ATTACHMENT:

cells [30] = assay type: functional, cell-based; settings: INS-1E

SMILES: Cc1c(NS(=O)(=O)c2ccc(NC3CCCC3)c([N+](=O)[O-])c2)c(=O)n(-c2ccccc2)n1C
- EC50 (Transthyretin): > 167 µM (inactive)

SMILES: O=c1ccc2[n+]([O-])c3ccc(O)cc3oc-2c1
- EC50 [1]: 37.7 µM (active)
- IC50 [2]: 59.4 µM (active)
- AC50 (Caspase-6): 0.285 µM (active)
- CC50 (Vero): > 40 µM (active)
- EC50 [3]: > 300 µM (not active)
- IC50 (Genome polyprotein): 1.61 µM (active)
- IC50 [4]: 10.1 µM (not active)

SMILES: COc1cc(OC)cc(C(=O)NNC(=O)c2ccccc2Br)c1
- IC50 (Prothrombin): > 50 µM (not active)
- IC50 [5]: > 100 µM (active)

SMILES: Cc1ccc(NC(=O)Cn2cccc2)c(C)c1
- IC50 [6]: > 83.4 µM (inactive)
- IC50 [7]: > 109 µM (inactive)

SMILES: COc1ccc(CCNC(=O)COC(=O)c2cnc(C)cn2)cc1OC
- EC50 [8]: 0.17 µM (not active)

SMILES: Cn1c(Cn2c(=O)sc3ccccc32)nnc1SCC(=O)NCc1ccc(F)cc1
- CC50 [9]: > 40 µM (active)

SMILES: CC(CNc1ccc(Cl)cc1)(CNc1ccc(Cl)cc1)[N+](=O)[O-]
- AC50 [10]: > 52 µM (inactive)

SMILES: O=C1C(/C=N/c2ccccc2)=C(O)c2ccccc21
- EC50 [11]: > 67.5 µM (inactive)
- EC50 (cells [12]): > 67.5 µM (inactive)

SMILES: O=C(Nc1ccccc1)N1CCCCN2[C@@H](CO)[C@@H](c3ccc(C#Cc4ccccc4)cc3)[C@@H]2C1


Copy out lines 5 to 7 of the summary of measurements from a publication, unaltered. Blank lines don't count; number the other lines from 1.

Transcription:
- EC50 [1]: 37.7 µM (active)
- IC50 [2]: 59.4 µM (active)
- AC50 (Caspase-6): 0.285 µM (active)